Video

    Video Re-Opening Old Wounds in a Bullet-Riddled Cultural Landmark

    A cultural landmark before Lebanon’s civil war transformed it into a nest of snipers, Beirut’s ‘Yellow House’ is once again set to play a crucial role in the city.  Built in a neo-Ottoman style in the 1920s, in September it is set to be re-opened as a ‘memory museum’ - its bullet-riddled walls and bunkered positions overlooking the city’s notorious ‘Green Line’ maintained for posterity. John Owens reports from Beirut.
    Video

    Video Brexit Resounds in US Presidential Contest

    Britain’s decision to leave the European Union is resounding in America’s presidential race. As VOA’s Michael Bowman reports, Republican presumptive nominee Donald Trump sees Britain’s move as an affirmation of his campaign’s core messages, while Democrat Hillary Clinton sees the episode as further evidence that Trump is unfit to be president.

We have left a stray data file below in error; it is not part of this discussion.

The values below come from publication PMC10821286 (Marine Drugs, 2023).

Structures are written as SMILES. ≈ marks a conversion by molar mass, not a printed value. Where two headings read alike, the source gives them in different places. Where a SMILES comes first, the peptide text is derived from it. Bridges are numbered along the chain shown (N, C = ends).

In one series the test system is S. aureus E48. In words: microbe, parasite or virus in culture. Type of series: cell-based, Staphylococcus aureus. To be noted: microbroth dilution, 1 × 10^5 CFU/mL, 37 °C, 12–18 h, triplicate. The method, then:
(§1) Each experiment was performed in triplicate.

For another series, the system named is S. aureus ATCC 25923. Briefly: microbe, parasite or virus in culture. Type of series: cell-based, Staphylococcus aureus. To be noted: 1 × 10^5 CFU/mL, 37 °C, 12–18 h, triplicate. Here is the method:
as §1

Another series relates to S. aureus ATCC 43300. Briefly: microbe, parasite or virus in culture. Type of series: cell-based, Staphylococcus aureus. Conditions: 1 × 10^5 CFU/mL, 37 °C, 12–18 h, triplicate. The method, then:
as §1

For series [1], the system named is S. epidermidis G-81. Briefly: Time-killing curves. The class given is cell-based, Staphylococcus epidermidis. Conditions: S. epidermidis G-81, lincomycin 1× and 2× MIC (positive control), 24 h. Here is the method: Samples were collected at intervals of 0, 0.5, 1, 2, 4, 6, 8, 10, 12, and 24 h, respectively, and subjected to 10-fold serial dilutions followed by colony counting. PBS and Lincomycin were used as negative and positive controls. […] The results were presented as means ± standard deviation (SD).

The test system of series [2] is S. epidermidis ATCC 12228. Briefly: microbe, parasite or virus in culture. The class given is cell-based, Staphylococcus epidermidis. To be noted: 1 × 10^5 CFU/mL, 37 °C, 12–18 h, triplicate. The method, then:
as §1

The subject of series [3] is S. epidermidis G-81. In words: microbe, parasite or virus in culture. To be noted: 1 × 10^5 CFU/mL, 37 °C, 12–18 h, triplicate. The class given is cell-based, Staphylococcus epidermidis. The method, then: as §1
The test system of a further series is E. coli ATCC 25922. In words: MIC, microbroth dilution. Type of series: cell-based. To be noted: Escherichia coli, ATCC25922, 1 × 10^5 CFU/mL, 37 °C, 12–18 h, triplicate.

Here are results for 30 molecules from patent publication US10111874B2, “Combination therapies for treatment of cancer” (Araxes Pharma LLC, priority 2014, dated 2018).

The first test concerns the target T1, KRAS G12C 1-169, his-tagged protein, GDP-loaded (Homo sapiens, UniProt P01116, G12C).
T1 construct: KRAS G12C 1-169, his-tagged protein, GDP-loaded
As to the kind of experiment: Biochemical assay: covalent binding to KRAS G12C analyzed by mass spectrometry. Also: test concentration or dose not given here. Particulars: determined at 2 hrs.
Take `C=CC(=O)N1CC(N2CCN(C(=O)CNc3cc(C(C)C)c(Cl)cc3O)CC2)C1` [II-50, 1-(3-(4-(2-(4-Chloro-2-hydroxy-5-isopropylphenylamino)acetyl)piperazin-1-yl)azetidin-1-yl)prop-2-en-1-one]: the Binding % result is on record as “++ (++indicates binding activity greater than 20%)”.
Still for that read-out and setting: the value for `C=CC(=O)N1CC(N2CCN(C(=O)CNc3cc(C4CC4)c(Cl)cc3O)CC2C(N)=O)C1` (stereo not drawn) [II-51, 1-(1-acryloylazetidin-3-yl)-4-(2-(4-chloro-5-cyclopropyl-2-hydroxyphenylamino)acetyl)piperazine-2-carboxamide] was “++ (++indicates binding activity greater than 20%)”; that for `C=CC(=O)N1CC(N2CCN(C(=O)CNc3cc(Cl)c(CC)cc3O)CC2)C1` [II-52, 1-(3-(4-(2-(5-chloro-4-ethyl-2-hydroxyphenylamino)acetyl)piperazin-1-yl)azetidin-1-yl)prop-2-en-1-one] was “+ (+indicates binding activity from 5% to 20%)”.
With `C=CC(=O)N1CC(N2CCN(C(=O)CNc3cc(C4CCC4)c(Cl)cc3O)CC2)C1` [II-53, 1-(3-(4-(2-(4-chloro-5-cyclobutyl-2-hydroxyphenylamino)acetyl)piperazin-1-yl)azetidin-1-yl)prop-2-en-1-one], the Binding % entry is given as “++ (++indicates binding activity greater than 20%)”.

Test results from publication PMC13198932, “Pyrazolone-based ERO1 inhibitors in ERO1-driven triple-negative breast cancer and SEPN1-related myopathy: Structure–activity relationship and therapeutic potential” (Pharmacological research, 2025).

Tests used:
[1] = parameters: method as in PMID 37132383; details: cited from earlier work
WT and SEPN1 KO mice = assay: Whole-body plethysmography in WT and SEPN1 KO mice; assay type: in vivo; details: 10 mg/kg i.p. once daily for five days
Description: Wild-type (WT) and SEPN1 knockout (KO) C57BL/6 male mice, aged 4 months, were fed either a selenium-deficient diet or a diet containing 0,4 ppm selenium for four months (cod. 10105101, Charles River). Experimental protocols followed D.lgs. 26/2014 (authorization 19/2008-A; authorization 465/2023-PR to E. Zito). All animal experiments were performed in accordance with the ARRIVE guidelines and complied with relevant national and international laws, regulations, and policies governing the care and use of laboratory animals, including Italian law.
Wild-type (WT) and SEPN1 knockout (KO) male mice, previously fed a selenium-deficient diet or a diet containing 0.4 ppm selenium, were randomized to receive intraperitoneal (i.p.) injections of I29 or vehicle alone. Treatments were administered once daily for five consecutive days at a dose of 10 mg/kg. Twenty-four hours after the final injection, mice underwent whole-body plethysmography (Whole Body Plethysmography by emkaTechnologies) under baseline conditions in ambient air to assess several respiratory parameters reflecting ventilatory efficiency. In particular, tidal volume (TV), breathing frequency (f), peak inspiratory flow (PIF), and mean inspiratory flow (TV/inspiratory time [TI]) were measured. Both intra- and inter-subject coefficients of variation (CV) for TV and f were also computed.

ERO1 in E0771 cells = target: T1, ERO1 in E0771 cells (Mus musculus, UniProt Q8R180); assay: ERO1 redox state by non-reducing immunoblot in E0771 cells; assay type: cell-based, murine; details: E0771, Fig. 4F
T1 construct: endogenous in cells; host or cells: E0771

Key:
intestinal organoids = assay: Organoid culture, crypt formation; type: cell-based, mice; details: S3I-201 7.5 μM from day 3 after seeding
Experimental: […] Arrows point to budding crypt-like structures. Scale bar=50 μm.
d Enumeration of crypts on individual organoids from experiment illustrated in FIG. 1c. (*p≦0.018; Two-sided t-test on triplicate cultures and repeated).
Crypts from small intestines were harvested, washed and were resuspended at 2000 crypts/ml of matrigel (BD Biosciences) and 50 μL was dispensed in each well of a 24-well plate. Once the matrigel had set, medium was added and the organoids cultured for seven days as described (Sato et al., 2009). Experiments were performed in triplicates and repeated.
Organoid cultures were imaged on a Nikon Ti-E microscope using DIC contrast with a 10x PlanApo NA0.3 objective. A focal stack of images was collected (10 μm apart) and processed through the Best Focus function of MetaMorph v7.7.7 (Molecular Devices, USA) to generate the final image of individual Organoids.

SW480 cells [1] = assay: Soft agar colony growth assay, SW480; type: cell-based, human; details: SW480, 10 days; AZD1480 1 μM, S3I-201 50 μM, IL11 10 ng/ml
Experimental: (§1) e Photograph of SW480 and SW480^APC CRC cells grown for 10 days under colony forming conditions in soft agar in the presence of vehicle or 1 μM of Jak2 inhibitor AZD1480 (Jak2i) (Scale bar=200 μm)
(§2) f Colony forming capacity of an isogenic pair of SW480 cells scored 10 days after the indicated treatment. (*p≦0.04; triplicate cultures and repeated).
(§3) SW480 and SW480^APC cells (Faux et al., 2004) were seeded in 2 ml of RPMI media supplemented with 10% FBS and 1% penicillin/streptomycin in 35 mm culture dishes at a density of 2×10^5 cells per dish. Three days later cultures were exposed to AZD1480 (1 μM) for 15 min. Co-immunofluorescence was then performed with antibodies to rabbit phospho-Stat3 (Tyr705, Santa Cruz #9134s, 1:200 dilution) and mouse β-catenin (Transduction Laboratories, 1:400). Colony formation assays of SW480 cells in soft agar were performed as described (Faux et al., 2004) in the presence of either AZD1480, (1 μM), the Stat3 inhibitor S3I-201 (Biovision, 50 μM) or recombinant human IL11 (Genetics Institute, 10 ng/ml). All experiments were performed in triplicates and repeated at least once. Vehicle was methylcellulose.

Video

    Video NASA Juno Spacecraft, Nearing Jupiter, to Shed Light on Gas Giant

    After a five-year journey, the spacecraft Juno is nearing its destination, the giant planet Jupiter, where it will enter orbit and start sending data back July 4th. As Mike O'Sullivan reports from Pasadena, California, the craft will pierce the veil of Jupiter's dense cloud cover to reveal its mysteries.
    Video

    Video Orlando Shooting Changes Debate on Gun Control

    It’s been nearly two weeks since the largest mass shooting ever in the United States. Despite public calls for tighter gun control laws, Congress is at an impasse. Democratic lawmakers resorted to a 1960s civil rights tactic to portray their frustration. VOA’s Carolyn Presutti explains how the Orlando, Florida shooting is changing the debate.

    Special Report

    Adrift The Invisible African Diaspora